May 12, 2009

The Damned Rain -- a sensitive portrayal of the farming crisis

There have been a number of regional language films on farmer suicides. I have read some reviews, and am aware that a couple of them have done well whereas most of these films have simply disappeared from public glare. This does not however mean that these films were not well made, it is only a reflection of audience preference. The indifference that the society is exhibiting to the agrarian crisis is not only confined to the media, there is a visible disconnect that exists all around. Farmer suicides is perceived to be a tragedy in some alien land.

Yesterday, I had gone to see a Marathi feature film (with English subtitles) on farmer suicides. The film Gabhricha Paus meaning The Damned Rain was featured at the Habitat Centre, New Delhi. I knew the film had won several awards and still awaits commercial release. And as expected, I didn't find many people in the auditorium -- so much so for New Delhi's umbilical cord with the rural hinterland.

I sat glued to my seat all through the 100 minutes. It is very well made, and tries to capture the continuing crisis in a simple and humane way. It brings out the tragedy in the Vidharba fields through the eyes of a farmer's family. In a very sensitive way, the film depicts the arduous struggle a farmer has to undergo to survive. Director Satish Manwar has protrayed the realities without getting into any complexities, and without touching on the plethora of issues that afflict agriculture. For his maiden venture, I think Satish Manwar needs to be profusely applauded.

Kisna is a hardworking farmer. He fights against all odds, and vows to continue farming till he dies. His family is conscious that the stress and tension under which Kisna operates can take a toll of him. They try to keep a continuous watch on him, pamper him with good food at times to keep him in good spirits. His wife sells her ornaments to make him replough the cotton fields after the rains have failed. She is a strong support in his farming operations, but somewhere in her conscious she is aware and worried at the suicide tendency (that is mistakenly construed) in Kisna.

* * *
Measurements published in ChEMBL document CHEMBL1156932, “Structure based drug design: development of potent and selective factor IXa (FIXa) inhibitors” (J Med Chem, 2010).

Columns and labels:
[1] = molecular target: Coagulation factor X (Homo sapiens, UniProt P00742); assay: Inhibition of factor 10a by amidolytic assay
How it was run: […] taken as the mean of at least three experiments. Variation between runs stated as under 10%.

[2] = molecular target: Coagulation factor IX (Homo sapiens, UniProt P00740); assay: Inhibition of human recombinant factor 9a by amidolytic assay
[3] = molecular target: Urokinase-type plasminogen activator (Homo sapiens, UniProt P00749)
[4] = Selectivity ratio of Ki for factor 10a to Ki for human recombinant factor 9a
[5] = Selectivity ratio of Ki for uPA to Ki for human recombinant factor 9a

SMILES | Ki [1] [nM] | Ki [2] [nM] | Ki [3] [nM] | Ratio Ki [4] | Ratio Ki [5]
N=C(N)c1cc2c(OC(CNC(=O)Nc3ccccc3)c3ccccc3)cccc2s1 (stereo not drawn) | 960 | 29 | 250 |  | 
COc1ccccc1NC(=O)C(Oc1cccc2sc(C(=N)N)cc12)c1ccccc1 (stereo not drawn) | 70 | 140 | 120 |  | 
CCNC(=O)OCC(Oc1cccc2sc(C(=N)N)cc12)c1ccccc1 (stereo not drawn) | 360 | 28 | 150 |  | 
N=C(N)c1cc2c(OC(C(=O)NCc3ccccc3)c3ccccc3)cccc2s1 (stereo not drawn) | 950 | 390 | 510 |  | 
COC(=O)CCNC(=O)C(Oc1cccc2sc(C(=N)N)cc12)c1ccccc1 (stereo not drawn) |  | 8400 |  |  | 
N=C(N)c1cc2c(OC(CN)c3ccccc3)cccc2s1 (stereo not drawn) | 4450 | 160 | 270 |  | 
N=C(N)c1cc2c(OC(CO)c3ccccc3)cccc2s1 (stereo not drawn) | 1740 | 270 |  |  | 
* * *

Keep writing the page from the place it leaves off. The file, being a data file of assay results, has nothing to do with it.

The rains come, and as their only child Dinu says it is the damned rain. A heavy downpour washed away much of his crop. And then comes the money-lender taking away what ever little he harvested. And still, Kisna doesn't give up.

All through the film, I realised that providing more credit to Kisna was not the solution. Even with all the loans he had taken, and the money he could get from even selling the last tree on his farm, he remained indebted. As someone has said a farmer is born in debt and dies in debt. Kisna was no exception. And so are the millions who somehow manage to survive against all odds. If only Kisna was insured against the failure of monsoon, he would have survived the crisis situation. The more I think about the film, the more I realise that the only way to pull farmers from the crisis is to provide them direct income support. Farmers need to have an assured monthly take-home packet.

Thanks to Satish Manwar for such a touching and emotional peep into the agrarian crisis. You can find more about the film at


Anonymous said...

In the last 4 days of my meetings with farmers and NGOs I also raised this issue of income support to farmers. There was agreement from the people everywhere . I think we need to start a debate on this when the new govt come to power.


Anonymous said...

Sharma Ji
I agree with you that the only way to pull farmers from the crisis is to provide them direct income instead of subsidy.For example, Govt. gives one lakh five thousand corore rupees on fertilizer subsidy. if this money is given directly to farmers, they can buy fertilizer at market price. But main hurdle in this way is middleman (Dalal). They are present everywhere- like irrigation, power, storage etc. and consume most of the share which is meant for farmers.
Ramesh Dubey